Private credit managers do, however, face several limitations when it comes to the further advancement of ESG integration within their organisations. Many of CGC’s private credit clients have remarked on the high volume of deals they need to review and how the integration of ESG factors into investment analysis cannot slow down the overall process in what remains a highly competitive market. In addition, clients have emphasised that they have limited influence when it comes to actively managing ESG factors due to the constraints presented by a) the asset class (i.e., debt vs. equity) and b) their lending period. Clients have also noted the lack of ESG disclosures by private companies.

Trends driving increasing maturity

There are a confluence of factors currently driving private credit managers to further evaluate and enhance their ESG integration practices. A primary driver is an increase in the awareness and knowledge of ESG integration best practices by asset owners/LPs, and their subsequent raised expectations, vis-à-vis ESG integration, for their asset managers. This is oftentimes reflected in the increased sophistication of ESG due diligence questionnaires sent to managers (e.g., asset class specific ESG questions).

Developments in the regulatory environment have accelerated the focus on ESG practices with investors seeking to define and document their ESG credentials more formally. In the US, the SEC issued an ESG Risk Alert in April 2021 that highlighted the variance of ESG integration practices amongst financial firms. The Risk Alert was intended to assist firms in developing and enhancing their compliance areas. At CGC, our clients have focused on ensuring that ESG workflows have been embedded into their regular governance & oversight cadence. Earlier this year, the SEC announced that ESG is one of its 2022 examination priorities, stating that it will look at whether investment firms “are accurately disclosing their ESG investing approaches and have adopted and implemented policies, procedures, and practices designed to prevent violations of the federal securities laws in connection with their ESG-related disclosures”.[1]

Other trends driving further ESG integration include:

  • increasing internal capacity of investment teams on ESG and climate
  • more attention given to the impact of ESG issues on the volatility of cash flows
  • the centralisation of ESG initiatives within an asset manager through the hiring of a Head of ESG and/or dedicated ESG resources to support and oversee ESG due diligence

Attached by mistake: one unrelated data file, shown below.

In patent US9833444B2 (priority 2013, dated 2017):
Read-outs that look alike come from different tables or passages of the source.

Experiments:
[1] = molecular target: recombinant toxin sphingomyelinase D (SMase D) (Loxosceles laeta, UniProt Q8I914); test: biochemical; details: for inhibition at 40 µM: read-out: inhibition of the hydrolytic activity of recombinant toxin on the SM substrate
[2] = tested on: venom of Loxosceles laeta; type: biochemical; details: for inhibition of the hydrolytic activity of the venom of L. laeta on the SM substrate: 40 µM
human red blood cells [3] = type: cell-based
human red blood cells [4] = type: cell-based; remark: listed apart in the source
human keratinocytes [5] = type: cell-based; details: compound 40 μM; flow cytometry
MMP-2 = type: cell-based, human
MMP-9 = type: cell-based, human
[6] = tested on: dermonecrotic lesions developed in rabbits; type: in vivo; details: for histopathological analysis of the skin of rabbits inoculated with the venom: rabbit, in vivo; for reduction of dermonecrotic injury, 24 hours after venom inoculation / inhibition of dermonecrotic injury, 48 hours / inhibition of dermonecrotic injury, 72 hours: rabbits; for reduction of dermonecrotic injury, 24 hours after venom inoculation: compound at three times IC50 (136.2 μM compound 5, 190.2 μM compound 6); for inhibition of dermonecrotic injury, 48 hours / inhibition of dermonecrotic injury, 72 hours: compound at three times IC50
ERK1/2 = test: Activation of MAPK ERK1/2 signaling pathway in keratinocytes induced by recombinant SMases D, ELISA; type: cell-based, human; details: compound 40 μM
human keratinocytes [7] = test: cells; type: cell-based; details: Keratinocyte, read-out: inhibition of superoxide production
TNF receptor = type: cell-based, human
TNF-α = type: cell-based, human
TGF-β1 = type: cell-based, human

• the availability of ESG technology tools to assist with data measurement, management, and reporting
  • a desire to provide proactive proof against greenwashing
  • competitive differentiation

Advanced ESG integration practices

More advanced private credit managers have integrated ESG considerations across the full investment life cycle, transitioned from a simple qualitative to a more quantitative assessment approach, defined ESG risk tolerances and parameters, and implemented ESG data management programs.

More specifically, advanced managers have moved beyond an industry-level evaluation of material ESG issues to a more precise portfolio company and business model specific assessment of distinct E, S, and G risks. This type of assessment typically includes a quantitative scoring framework (with separate E, S, and G scores as well as an overall ESG score), with the output being incorporated into the investment committee memo. This quantification and formalisation into the investment decision making process allows for comparison between investments, benchmarking, tracking, regular reporting, and an audit trail.

Distinct E, S, and G scores serve additional purposes. Advanced private credit managers use them to identify material, higher risk ESG issues to incorporate into sustainability linked loans, with interest rate ratchets based on improved performance on the material ESG issue. This aligns incentives between the portfolio company (interest rate reduction), private lender (reduced risk), and GP sponsor (value creation from improved performance on the material ESG issue). The granular view also feeds a more regular reporting of top exposures across a portfolio against risk tolerances. LPs are increasingly looking for this level of sophistication of identifying and managing ESG risks as a proxy for a manager’s overall risk management capabilities. And lastly, climate risk assessments of portfolio companies across physical, transition, and liability risk are an emerging best practice at the more advanced ESG integrated private credit managers.